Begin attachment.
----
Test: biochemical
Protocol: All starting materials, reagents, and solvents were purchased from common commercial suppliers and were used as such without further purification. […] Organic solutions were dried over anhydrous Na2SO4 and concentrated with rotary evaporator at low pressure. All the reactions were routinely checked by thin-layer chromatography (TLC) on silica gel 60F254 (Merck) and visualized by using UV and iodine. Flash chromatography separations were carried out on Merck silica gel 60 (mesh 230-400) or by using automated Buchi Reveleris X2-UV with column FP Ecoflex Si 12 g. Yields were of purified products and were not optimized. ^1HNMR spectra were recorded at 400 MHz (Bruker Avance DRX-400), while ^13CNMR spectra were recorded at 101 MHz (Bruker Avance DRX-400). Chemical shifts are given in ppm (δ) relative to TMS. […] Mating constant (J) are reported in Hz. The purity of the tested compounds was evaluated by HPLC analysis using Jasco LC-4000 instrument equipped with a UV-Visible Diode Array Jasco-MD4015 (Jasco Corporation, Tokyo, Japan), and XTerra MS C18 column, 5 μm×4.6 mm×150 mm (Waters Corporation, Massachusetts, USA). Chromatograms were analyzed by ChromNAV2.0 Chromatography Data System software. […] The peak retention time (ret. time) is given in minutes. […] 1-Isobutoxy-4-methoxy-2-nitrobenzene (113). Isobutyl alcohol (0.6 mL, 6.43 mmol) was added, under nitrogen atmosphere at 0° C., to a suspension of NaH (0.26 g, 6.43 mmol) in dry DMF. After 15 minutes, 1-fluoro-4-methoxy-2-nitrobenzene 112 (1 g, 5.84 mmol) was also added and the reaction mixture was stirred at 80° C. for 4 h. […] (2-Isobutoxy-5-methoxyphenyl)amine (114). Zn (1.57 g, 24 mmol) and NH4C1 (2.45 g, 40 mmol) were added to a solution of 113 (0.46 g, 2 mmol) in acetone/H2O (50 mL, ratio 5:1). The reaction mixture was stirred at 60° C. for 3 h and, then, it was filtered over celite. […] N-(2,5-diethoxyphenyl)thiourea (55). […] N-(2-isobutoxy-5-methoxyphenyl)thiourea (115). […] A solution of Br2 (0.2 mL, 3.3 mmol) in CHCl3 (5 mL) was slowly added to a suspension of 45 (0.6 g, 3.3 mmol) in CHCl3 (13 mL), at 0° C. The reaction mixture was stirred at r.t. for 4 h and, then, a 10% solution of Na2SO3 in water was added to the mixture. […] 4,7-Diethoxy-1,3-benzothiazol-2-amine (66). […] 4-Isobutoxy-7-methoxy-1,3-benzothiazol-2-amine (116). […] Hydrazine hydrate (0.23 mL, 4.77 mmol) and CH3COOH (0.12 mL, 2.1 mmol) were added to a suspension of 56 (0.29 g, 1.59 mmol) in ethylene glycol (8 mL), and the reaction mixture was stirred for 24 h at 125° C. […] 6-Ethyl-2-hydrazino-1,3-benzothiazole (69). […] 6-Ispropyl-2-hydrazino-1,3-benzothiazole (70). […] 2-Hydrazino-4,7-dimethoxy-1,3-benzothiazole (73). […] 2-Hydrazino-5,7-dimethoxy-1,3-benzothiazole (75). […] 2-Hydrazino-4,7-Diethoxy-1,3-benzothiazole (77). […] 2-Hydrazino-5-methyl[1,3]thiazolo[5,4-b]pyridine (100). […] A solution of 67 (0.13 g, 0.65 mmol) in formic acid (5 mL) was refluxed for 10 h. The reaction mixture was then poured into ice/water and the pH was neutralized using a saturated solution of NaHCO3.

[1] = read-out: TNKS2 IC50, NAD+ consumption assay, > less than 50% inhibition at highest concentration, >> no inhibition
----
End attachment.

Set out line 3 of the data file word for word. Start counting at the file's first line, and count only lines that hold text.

[1] = read-out: TNKS2 IC50, NAD+ consumption assay, > less than 50% inhibition at highest concentration, >> no inhibition